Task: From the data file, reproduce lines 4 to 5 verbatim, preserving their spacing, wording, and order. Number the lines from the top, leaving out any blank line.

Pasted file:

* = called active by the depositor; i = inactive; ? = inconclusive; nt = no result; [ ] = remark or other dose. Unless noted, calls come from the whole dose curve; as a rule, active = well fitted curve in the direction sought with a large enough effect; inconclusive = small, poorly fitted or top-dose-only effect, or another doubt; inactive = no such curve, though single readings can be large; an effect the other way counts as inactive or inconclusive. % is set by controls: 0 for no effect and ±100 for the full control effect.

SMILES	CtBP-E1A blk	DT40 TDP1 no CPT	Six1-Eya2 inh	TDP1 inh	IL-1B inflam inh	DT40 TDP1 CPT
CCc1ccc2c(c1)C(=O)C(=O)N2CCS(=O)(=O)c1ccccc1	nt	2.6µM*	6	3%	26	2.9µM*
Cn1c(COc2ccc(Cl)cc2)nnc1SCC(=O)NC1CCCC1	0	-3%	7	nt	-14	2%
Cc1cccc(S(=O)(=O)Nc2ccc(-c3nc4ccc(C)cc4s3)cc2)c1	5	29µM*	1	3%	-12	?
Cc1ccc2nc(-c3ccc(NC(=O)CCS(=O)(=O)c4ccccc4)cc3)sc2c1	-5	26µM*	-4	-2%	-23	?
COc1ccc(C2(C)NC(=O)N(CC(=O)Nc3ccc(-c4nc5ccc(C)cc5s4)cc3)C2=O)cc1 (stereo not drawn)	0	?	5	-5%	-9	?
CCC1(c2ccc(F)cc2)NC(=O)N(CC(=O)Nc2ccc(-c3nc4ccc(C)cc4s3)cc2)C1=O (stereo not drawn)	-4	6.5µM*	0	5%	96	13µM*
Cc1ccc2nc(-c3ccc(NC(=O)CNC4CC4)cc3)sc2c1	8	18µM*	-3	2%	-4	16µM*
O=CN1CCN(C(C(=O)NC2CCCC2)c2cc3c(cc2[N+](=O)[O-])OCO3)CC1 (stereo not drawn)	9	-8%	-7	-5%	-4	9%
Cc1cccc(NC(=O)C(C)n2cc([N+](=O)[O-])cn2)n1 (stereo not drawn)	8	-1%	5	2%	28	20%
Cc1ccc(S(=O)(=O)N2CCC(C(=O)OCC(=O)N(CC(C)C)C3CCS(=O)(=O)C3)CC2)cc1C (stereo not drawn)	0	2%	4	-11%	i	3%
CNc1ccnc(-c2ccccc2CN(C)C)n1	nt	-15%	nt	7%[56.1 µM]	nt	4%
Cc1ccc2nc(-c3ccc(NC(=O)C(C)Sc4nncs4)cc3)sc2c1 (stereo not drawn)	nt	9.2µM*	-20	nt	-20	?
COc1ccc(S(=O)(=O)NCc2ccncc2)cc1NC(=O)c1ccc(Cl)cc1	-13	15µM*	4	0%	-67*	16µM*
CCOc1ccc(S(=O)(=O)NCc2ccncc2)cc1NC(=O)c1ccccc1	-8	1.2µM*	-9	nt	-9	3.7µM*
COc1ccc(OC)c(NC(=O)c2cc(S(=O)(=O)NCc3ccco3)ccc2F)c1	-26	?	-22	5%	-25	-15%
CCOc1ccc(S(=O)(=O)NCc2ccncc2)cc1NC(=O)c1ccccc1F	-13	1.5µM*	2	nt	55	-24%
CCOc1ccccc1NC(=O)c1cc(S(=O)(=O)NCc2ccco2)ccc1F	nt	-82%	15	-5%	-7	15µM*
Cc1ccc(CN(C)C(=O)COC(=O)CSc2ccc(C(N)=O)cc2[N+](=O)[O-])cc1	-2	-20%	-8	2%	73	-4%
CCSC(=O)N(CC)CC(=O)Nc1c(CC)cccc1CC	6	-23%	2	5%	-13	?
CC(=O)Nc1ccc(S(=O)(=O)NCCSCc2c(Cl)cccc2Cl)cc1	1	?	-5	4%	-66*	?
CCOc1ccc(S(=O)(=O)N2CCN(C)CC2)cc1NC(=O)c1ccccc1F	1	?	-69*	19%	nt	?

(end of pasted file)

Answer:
Cn1c(COc2ccc(Cl)cc2)nnc1SCC(=O)NC1CCCC1	0	-3%	7	nt	-14	2%
Cc1cccc(S(=O)(=O)Nc2ccc(-c3nc4ccc(C)cc4s3)cc2)c1	5	29µM*	1	3%	-12	?